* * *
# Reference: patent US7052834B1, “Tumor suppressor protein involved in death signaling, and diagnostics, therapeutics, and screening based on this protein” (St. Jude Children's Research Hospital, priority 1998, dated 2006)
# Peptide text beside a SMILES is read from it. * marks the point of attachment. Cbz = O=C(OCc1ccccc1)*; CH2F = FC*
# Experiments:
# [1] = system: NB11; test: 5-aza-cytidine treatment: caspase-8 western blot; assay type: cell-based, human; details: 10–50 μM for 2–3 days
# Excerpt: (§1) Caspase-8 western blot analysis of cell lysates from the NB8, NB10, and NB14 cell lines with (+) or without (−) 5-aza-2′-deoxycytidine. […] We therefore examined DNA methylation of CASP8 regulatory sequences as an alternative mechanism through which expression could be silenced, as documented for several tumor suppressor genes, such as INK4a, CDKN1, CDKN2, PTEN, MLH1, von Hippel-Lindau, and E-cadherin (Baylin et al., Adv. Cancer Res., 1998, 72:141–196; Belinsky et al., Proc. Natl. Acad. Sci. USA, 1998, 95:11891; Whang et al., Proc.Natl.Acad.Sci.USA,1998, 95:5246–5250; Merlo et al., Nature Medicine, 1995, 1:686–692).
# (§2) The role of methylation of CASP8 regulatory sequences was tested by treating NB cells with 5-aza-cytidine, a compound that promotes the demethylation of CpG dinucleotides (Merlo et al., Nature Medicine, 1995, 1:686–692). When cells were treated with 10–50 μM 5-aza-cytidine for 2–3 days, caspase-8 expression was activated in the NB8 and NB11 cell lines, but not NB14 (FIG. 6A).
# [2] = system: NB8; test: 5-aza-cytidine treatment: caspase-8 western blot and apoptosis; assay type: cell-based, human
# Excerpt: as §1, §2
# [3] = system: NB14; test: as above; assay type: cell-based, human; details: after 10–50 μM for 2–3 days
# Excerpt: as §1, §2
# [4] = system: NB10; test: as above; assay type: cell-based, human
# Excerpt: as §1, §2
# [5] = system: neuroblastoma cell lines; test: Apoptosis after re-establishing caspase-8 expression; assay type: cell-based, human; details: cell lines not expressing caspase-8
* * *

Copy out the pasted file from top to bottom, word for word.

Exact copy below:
# Reference: patent US7052834B1, “Tumor suppressor protein involved in death signaling, and diagnostics, therapeutics, and screening based on this protein” (St. Jude Children's Research Hospital, priority 1998, dated 2006)
# Peptide text beside a SMILES is read from it. * marks the point of attachment. Cbz = O=C(OCc1ccccc1)*; CH2F = FC*
# Experiments:
# [1] = system: NB11; test: 5-aza-cytidine treatment: caspase-8 western blot; assay type: cell-based, human; details: 10–50 μM for 2–3 days
# Excerpt: (§1) Caspase-8 western blot analysis of cell lysates from the NB8, NB10, and NB14 cell lines with (+) or without (−) 5-aza-2′-deoxycytidine. […] We therefore examined DNA methylation of CASP8 regulatory sequences as an alternative mechanism through which expression could be silenced, as documented for several tumor suppressor genes, such as INK4a, CDKN1, CDKN2, PTEN, MLH1, von Hippel-Lindau, and E-cadherin (Baylin et al., Adv. Cancer Res., 1998, 72:141–196; Belinsky et al., Proc. Natl. Acad. Sci. USA, 1998, 95:11891; Whang et al., Proc.Natl.Acad.Sci.USA,1998, 95:5246–5250; Merlo et al., Nature Medicine, 1995, 1:686–692).
# (§2) The role of methylation of CASP8 regulatory sequences was tested by treating NB cells with 5-aza-cytidine, a compound that promotes the demethylation of CpG dinucleotides (Merlo et al., Nature Medicine, 1995, 1:686–692). When cells were treated with 10–50 μM 5-aza-cytidine for 2–3 days, caspase-8 expression was activated in the NB8 and NB11 cell lines, but not NB14 (FIG. 6A).
# [2] = system: NB8; test: 5-aza-cytidine treatment: caspase-8 western blot and apoptosis; assay type: cell-based, human
# Excerpt: as §1, §2
# [3] = system: NB14; test: as above; assay type: cell-based, human; details: after 10–50 μM for 2–3 days
# Excerpt: as §1, §2
# [4] = system: NB10; test: as above; assay type: cell-based, human
# Excerpt: as §1, §2
# [5] = system: neuroblastoma cell lines; test: Apoptosis after re-establishing caspase-8 expression; assay type: cell-based, human; details: cell lines not expressing caspase-8